One deficit option gone as longevity bonuses are locked in for senior state workers

Nearly $4.7 million that the state Senate wanted to use to lower the budget deficit is now on its way out the door – in the form of bonuses to senior state employees.

Though longevity payment checks likely won’t be issued until April 23, the funds had to be committed by the end of business Thursday to allow payroll processing to occur on time, according to Comptroller Nancy Wyman’s office.

And Senate President Pro Tem Donald E. Williams Jr., D-Brooklyn, accused Gov. M. Jodi Rell of threatening last week to veto his caucus’ deficit-reduction plan in part to ensure her senior level appointees receive their bonuses.

“The governor’s reasons for threatening to veto the deficit-mitigation plan do not make any sense,” Williams said Friday, six days after the Democrat-controlled Senate adopted a plan that would have pushed state government about $13 million in the black this fiscal year.

Before the bill even went to a vote in the Democrat-controlled Senate, Rell vowed to veto it, calling it “woefully short on real spending cuts and burdensomely high on tax increases.”

But the Senate approved nearly $150 million in cuts that hit a wide array of social service, health care and education programs.

It also sought another $21 million in savings from canceling longevity bonuses for non-union workers both this fiscal year and next, requiring an extra furlough day for non-union workers, and by eliminating 21 deputy commissioner posts in the Rell administration starting July 1.

Longevity bonuses are issued twice annually. For non-union workers, the last installment for this fiscal year was worth just under $4.7 million, while the two for 2010-11 total $9.4 million.

“When you look at the cuts we offered, it makes you think.” Williams said. “What’s the real reason she threatened to veto it? It’s to protect the bonuses for her Republican political appointees, and the jobs of her deputy commissioners, who also are political appointees.”

Rell spokesman Rich Harris fired back Friday that three of Williams’ fellow Democrats in the Senate opposed the measure, and the Democrat-controlled House of Representatives hasn’t voted on the plan yet. “It was simply a bad bill and the governor promised to veto it for that reason,” he said.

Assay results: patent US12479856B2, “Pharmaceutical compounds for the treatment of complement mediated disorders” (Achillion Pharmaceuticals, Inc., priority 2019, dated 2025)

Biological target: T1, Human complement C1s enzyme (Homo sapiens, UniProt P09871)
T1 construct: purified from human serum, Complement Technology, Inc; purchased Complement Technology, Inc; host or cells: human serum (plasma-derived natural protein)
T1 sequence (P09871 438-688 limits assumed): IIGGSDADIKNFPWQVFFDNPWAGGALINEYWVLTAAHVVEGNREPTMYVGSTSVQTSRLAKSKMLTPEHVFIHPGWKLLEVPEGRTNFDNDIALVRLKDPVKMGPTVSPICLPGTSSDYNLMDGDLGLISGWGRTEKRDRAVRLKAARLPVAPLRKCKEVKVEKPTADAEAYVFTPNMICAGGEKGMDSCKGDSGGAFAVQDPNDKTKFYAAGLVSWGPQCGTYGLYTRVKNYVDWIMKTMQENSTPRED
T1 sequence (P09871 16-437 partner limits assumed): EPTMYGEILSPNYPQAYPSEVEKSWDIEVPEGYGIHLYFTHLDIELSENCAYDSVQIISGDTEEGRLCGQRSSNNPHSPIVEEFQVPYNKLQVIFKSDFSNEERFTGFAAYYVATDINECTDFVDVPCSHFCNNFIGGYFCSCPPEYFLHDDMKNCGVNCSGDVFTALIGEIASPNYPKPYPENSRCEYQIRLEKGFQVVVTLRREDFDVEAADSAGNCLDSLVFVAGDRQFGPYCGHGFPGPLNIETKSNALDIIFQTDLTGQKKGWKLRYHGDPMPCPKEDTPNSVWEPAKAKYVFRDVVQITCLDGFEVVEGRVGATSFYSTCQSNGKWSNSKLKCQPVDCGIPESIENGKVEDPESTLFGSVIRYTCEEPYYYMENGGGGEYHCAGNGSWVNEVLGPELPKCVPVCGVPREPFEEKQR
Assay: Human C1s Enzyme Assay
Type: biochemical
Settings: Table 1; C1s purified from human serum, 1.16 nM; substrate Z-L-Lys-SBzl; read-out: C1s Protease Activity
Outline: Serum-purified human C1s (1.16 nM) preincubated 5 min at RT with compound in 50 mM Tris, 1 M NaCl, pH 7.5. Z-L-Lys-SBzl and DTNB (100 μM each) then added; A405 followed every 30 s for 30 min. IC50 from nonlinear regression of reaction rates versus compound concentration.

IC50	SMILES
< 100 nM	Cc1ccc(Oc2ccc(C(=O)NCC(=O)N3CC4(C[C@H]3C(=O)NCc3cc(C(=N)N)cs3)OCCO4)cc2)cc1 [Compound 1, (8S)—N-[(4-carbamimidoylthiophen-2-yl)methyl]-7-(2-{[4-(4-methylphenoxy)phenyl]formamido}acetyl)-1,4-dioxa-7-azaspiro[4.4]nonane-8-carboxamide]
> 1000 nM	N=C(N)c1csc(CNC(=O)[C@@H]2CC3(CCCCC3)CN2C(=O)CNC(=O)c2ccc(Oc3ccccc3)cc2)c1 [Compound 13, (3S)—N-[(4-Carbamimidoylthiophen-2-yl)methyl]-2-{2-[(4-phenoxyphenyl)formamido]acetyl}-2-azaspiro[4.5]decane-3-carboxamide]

House Speaker Christopher G. Donovan, D-Meriden, whose caucus largely has opposed further cuts to state government’s social and health care safety net, canceled a planned Saturday vote on the deficit-mitigation measure after Rell made her veto pledge, and has said he first wants to hear her concerns before deciding whether to call another House session.

Donovan’s spokesman, Douglas Whiting, said Thursday that while administration representatives have talked with some of the speaker’s staff about budget concerns, a meeting between Donovan and Rell hasn’t been scheduled yet.

Williams has been trying to arrange his own meeting with Rell, having sent letters to her office Monday and Tuesday. He said Friday there has been no answer. “It’s as if no one is at the helm,” he added.

The governor, who was on vacation in Colorado Monday and Tuesday and spent much of her first two days back assessing flood damage across the state, always has made her budget director available to legislative leaders at a moment’s notice, Harris responded. “Bob Genuario’s been there every single day,” he said. “He’s ready to respond to them 24/7.”

There are two tax increases in the Senate plan. But the 5.5 percent levy on hospital gross revenues, is part of a plan to both raise $207 million per year, and to redistribute those dollars right back to hospitals. This would enable Connecticut to qualify for $103 million in additional annual federal Medicaid payments. Rell had suggested a similar back-and-forth arrangement, but at a lesser 3.25 percent rate.

The Senate also voted to reverse a $70 million-per-year tax break for heirs to multi-million-dollar estates. That break, which took effect Jan. 1, raised the threshold for estate tax exemption from $2 million to $3.5 million. It also cut the tax by 25 percent on estates valued between $3.5 million and $10.1 million

Williams said he believes Rell’s primary tax objection lies with the estate levy. “That’s absolutely been an ongoing interest of hers, to protect multi-millionaires and give them a tax break.”

Rell did propose the estate tax reduction last summer as part of a compromise in which she also supported a higher top income tax rate. The state budget adopted last September increases the rate from 5 to 6.5 percent on earnings above $500,000 for individuals and $1 million for couples.